The youngsters are doing well it seems , chasing food on the ground and from the air. The adults have been absent during my visits … I suspect they are watching their offspring and the photographer from a distance.
Spotted Harriers lay two to four eggs in a clutch, although to raise three healthy juveniles is, I reckon, a little unusual and a sign of an abundance of food this season.
Juvenile Spotted Harrier, Moolort Plains, 15th January 2021
Constant calling is a feature of young Spotted Harriers
It’s been an excellent season for Australian Reed-Warblers.
A ‘wettish’ winter and spring has meant good growth for their preferred habitat along the Loddon River – Cumbungi and Common Reed, along with a host of other wetland plants. This beautiful migrant songster will be with us for a few months yet before departing to northern climes in the autumn.
A few lazy minutes sitting quietly by the river is time ‘well-spent’ if you’d like to see a reed-warbler or two.
Australian Reed-Warbler, Loddon River @ Newstead, 13th January 2021
Back before Xmas I reported a pair of adult Spotted Harriers hunting on the Moolort Plains. In a pleasing development it looks like this pair has raised two, and possibly a third, juvenile.
Young Spotted Harriers have quite different plumage to the adults, rich buff is the overall impression. They do, however, share the same distinctive features as their parents that makes them instantly recognisable – long slender legs, extended narrow wings, barring on the tail and flight feathers and the owl-like facial disc.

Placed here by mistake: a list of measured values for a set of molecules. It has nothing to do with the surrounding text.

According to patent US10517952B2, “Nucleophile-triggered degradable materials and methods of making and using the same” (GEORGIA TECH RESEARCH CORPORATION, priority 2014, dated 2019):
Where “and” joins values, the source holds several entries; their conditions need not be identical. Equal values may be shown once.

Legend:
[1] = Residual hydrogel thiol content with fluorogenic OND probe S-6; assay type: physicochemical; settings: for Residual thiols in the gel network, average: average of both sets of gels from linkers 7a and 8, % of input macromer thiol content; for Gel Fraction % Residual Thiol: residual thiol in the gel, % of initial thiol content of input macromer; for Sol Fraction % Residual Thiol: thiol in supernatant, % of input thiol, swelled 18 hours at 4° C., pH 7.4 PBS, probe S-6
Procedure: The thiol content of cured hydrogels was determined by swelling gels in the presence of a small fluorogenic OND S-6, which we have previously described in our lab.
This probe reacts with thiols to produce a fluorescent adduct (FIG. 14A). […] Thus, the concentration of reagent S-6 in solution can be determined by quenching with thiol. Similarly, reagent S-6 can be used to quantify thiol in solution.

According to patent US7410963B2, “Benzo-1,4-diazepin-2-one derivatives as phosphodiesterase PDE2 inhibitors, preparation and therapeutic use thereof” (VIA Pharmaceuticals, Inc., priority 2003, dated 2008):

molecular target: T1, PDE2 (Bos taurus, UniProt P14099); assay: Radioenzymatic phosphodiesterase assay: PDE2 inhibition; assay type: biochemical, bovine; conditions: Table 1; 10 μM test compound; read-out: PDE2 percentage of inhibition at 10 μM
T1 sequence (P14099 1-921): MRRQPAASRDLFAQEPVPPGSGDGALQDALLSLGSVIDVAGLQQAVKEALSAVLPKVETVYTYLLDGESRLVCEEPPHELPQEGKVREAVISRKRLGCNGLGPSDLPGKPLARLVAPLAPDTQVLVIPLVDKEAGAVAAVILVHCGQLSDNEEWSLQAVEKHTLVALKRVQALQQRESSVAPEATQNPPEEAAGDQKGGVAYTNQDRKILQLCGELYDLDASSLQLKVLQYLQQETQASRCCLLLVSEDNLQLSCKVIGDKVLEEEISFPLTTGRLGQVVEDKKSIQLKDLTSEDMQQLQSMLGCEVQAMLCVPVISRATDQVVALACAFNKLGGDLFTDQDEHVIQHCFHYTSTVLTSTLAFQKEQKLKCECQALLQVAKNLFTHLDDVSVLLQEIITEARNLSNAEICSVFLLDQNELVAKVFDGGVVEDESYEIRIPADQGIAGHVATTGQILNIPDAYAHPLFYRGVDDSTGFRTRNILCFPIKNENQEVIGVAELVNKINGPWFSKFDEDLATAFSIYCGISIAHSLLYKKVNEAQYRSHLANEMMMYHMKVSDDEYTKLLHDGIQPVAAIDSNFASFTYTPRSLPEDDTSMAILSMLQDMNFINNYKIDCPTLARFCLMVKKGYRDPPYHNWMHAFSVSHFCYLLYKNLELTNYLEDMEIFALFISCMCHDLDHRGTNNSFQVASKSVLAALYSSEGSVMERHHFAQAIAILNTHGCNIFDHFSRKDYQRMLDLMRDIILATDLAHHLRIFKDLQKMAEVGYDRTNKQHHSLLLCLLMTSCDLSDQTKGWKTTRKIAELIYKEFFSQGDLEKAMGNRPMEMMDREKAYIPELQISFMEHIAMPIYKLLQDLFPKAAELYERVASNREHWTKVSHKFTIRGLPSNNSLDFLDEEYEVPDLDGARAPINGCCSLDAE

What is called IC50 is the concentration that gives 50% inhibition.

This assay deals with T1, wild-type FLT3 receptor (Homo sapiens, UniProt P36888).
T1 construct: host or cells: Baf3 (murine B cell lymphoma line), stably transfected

Juvenile Spotted Harrier, Moolort Plains, 11th January 2021
On a drive across the plains earlier in the week a flash of crimson caught my eye, enough to cause me to stop and linger for a while amongst a roadside stand of Bulokes.
The crimson was from Buloke MistletoeAmyema linophylla, a rare parasite that grows on only two hosts, BulokeAllocasuarina luehmannii and BelahCasuarina pauper.
Buloke Mistletoe is only found on a small proportion, perhaps less than 5%, of the Buloke growing on the plains. The host is the signature tree of Buloke woodland, once a widespread and common ecosystem, now extensively cleared and consequently threatened. Buloke woodlands of the Murray Darling and Riverina are of major conservation importance.
As I admired the splendid mistletoe a flock of Yellow Thornbills appeared above me. Also known as the Little Thornbill, the party foraged happily for a while before moving on.
Sitting by a pool of water with the camera is one of my favourite pastimes.
The ‘trick’ is to be observant and patient, as many species of birds will soon become accustomed to your presence and resume their natural patterns.
Honeyeaters, of which we have a multitude of local species, are without doubt the most frequent visitors and locally its Yellow-tufted and Fuscous Honeyeaters that tend to dominate proceedings.
From time to time something special appears, perhaps a Yellow-plumed Honeyeater or Black Honeyeater if you’re really fortunate. In the sequence below I’d estimate that over a period of two hours there were 200+ visits from Yellow-tufted and Fuscous Honeyeaters before the Black-chinned Honeyeater dropped in. It was well worth the wait! This species is by no means rare locally, I hear it on most visits to the bush, but it is seriously outnumbered by other honeyeaters and always a delight to observe.
A couple of days later at the same spot, a real highlight – a juvenile Black-chinned Honeyeater – evidence of successful local breeding.
Fuscous Honeyeater, South German Track, Muckleford State Forest, 3rd January 2020
Juvenile Black-chinned Honeyeater, 5th January 2020